About this Blog

"In the future everybody will be world-famous for 15 minutes." So said the bleached-out, late lamented artist Andy Warhol. Having lived and worked in New York City, Warhol came to fully grasp the hold celebrity has on us. In this very famous sentence, he meant to point out that in a culture fixated on fame, many people will suddenly flash brightly onto the public screen, then--poof--will just as quickly disappear from public view--like shooting stars. Other individuals derive their celebrity from one stellar accomplishment (one hit song, one iconic role, etc.) that they never again match.

This blog is devoted to the one part of our celebrity culture that no one has written much about: temporary/one-shot celebrities.

The pace of modern life has quickened, and now we hear people speaking of someone's 15 seconds of fame. These "celebrities with a lower-case c" who will appear in this blog sometimes come to us from the world of entertainment, sometimes from the world of news. All are fascinating.

The need of our communications media for a continual stream of new material assures that we will have no end of colorful people who go quickly, where celebrity is concerned, from zero to hero (or villain) and back to zero. Now you see 'em, now you don't. What a crazy world, eh?

Temporary celebrities coming from the world of entertainment include one-hit recording artists; TV and movie icons who, although they might have had a great many accomplishments in their career, are remembered for one big role; standouts of reality TV; sports figures remembered for one remarkable accomplishment; and people whose celebrity came from one big role in a commercial or print ad.

News-based temporary celebrities come in many forms: mass/serial killers, other murderers of special note, sex-crime offenders, disgraced figures of government/military/business/media/religion, spies/traitors, hoaxers, femmes/hommes fatale, heroes, whistle blowers, inventors/innovators, and victims.

Celebrity Blogsburg will consider each category in turn.

Wednesday, March 3, 2010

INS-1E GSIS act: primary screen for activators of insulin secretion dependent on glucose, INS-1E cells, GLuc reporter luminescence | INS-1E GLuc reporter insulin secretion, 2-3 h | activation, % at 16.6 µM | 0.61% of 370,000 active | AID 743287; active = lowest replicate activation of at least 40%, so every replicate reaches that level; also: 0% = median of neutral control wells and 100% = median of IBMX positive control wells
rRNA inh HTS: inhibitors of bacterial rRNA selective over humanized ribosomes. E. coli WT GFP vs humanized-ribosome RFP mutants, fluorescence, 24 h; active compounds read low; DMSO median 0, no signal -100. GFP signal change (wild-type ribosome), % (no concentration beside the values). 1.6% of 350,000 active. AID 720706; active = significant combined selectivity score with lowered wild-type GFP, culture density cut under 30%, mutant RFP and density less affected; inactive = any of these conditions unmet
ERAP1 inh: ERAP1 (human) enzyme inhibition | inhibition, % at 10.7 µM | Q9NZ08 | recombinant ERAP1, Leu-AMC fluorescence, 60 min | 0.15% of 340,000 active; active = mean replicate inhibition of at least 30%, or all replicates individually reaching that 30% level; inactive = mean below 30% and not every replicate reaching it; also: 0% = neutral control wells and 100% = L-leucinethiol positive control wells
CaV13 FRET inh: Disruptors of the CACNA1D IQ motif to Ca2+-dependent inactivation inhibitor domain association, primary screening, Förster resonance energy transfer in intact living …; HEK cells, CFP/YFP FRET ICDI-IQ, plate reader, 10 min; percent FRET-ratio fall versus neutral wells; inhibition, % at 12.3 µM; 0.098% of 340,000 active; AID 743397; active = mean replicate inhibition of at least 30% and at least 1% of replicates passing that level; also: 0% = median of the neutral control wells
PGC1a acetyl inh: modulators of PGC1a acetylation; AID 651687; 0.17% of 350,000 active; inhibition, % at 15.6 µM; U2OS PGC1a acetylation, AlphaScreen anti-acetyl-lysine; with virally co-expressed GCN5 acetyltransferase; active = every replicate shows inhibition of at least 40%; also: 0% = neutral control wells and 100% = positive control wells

Iconic TV role: Jay Silverheels

Radio and TV fans of long, long ago remember "those thrilling days of yesteryear" when out of the past rode...the Lone Ranger and his "faithful Indian companion" Tonto. Every little boy in those days wanted to be like the Lone Ranger, or, failing that, at least like Tonto, who, although only a sidekick, was also brave, resolute, "trail smart" and straight shooting. Also, he wore a really cool buckskin outfit.

The part of Tonto was played by a Canadian Mohawk whose birth name was Harold J. Smith, but whose adopted stage name, Jay Silverheels, sounded far more appropriate in Hollywood or New York.

The young Mohawk went from being a gifted athlete and Golden Gloves boxer to work as a movie stunt man. Early movies in which he had small parts include "Key Largo," "Broken Arrow," and "War Arrow."

His claim on celebrity, however, derives entirely from "The Lone Ranger" TV show, which appeared from 1949 to 1957 and to a lesser extent, its radio predecessor. It was a great job, even though he was required to speak in the manner that show biz producers liked to assume Indians might speak: "See-um fresh tracks. Me track-um, Kemo Sabe," for instance.

Silverheels had small movie parts and made other TV appearances after that time, but never again had a role that re-ignited his celebrity. He died in 1980 at age 67, following a stroke.

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